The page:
Hungarian Prime Minister Viktor Orban has come under criticism from several sections of the news media for his nation’s stern stance on migration, while maintaining a lucrative Citizenship by Investment program. But is Prime Minister Orban really acting erroneously, or is he doing the sensible thing in 2016 and simply looking out for his country’s best interests?
Hungarian Prime Minister Viktor Orban is well known among followers of European politics for his hardline on migration into his country. Orban has regularly called for a Brexit style referendum on the EU’s controversial quota scheme for the relocation of refugees, and has threatened to defy EU regulations by taking back control of Hungary’s borders.
Hungary is an EU member state, and a historically significant European nation with a proud history and strong traditions. Hungary is landlocked, and shares its borders with Slovakia, Romania, Serbia, Croatia and Austria, with whom it used to be united with the Austro-Hungarian Empire existed from 1867-1918. Hungary comprises 93,000 km2, and has a population of 9.9 million. Its capital is Budapest, and it is predominantly a Christian country.
Hungary has provided the world with many famous scientists and artists, and among its most famous sons and daughters are the composer Franz Liszt, the actors Zsa Zsa Gabor, Peter Lorre, John Garfield and Bella Lugosi, the legendary illusionist Harry Houdini, triple-Olympic boxing gold medalist Lazlo Papp, seven-time Olympic fencing gold medalist Aladar Gerevich and the soccer legend Ferenc Puskas of Real Madrid.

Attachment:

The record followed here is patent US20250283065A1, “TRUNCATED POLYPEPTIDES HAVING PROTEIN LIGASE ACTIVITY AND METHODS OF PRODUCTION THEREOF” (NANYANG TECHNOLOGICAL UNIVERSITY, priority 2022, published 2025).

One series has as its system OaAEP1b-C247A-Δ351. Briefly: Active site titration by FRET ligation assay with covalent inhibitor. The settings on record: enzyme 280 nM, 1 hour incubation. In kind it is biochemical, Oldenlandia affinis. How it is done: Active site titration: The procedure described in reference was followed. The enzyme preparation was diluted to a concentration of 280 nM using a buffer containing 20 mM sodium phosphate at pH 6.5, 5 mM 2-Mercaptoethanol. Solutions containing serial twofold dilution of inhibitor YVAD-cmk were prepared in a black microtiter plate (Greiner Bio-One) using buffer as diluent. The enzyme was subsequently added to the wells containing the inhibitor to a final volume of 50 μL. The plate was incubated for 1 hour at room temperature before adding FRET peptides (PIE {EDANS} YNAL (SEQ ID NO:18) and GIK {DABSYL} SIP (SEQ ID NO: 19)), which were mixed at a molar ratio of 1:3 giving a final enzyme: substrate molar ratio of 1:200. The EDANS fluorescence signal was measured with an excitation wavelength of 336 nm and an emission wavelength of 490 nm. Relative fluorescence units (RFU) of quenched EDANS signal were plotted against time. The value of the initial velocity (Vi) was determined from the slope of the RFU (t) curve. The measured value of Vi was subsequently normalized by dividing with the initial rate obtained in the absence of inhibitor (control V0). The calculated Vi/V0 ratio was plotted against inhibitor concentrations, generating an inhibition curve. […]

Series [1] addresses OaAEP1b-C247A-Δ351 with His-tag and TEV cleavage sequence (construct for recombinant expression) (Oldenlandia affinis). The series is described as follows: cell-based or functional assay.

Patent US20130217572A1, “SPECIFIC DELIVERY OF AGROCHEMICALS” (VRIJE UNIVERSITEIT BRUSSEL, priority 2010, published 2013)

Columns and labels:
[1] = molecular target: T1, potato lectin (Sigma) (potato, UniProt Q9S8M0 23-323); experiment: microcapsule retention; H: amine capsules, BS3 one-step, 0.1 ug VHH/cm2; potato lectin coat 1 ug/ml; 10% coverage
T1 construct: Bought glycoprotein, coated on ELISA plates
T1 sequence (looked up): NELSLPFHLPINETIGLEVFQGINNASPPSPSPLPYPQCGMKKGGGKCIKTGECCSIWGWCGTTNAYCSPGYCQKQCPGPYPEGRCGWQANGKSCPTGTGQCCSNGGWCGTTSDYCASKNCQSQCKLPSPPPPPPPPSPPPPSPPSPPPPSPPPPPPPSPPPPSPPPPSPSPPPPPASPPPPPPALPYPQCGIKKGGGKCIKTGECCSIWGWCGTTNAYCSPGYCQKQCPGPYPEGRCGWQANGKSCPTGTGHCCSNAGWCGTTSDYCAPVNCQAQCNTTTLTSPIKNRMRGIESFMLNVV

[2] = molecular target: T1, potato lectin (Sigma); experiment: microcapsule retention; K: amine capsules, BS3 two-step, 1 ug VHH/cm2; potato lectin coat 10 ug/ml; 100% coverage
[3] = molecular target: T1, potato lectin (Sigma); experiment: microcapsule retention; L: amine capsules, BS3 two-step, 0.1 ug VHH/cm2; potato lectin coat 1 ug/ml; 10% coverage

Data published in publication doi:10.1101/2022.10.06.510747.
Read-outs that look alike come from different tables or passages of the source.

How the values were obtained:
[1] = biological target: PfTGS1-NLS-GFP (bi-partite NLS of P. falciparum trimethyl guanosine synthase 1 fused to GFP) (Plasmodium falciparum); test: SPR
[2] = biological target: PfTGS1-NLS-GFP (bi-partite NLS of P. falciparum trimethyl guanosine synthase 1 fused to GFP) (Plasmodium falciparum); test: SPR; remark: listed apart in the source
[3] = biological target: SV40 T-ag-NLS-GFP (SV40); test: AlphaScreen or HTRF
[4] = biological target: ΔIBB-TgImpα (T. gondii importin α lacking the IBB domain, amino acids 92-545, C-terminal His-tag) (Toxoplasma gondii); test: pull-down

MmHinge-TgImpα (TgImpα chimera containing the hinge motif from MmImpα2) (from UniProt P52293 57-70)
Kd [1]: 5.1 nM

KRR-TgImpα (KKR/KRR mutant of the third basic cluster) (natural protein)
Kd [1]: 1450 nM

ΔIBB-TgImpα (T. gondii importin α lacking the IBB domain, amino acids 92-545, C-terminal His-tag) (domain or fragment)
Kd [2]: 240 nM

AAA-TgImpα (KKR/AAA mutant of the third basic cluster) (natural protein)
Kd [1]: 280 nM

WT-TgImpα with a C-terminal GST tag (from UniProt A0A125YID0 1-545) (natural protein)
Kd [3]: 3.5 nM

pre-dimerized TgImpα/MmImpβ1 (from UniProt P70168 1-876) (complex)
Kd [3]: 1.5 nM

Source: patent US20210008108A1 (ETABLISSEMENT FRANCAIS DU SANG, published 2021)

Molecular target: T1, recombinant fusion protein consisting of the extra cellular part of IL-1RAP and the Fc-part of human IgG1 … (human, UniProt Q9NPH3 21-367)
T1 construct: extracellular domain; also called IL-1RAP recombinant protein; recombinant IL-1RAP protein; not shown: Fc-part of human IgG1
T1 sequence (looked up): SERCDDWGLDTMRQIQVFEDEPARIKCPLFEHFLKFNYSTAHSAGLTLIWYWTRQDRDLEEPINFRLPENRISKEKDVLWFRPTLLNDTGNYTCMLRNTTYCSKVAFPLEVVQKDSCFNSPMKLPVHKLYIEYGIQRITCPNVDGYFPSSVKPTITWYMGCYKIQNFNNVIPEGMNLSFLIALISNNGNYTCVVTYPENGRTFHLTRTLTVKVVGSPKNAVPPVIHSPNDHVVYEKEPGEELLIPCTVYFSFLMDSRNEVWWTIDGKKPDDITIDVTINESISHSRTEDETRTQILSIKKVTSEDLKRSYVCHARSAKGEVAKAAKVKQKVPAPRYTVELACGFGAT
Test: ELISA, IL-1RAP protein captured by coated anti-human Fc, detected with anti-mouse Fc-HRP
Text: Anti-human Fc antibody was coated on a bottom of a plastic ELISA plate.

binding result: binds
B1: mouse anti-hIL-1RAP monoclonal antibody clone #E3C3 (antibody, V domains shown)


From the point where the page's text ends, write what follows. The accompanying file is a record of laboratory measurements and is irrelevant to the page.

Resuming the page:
For those still unaware of what exactly Citizenship by Investment (CBI) is, it is simply the practice of granting the citizenship and passport of a country, in return for a financial investment. This investment is usually the purchase of real estate up to a specific value.
In the case of Hungary, the investment is the purchase of Hungarian government bonds to the tune of a minimum â‚¬300,000. These bonds must be maintained by the owner for a minimum of five years before they can be sold.
This program was first instigated in 2013, and by the summer of 2016 more than 3,650 residence permits had been purchased, which means that Hungary’s CBI program has already generated the country a minimum of 1.1 billion.
Benefits Of Hungarian CBI
While applicants must wait a minimum of five years before they can apply for full Hungarian citizenship and passport, the residence program does allow holders to live and work in the 26-nation Schengen Area of Western Europe for 90 days at a time. Applicants also need not spend any time in Hungary prior to, during or after the application process.
Some might say that Prime Minister Orban is being hypocritical in refusing the migrants at his borders, yet granting thousands the right to be Hungarian residents for the price of 300,000. However, every applicant for CBI must pass a stringent background check, and have the financial security to be able to make what is a large financial commitment to Hungary, and one that they are committed to maintaining for five years.
If you are interested in applying for the Hungarian Citizenship by Investment program or indeed any of the other CBI programs in Europe and the Caribbean, log onto 2ndPassports.com now for more information. There you will find details of the very best CBI programs currently available in the world.
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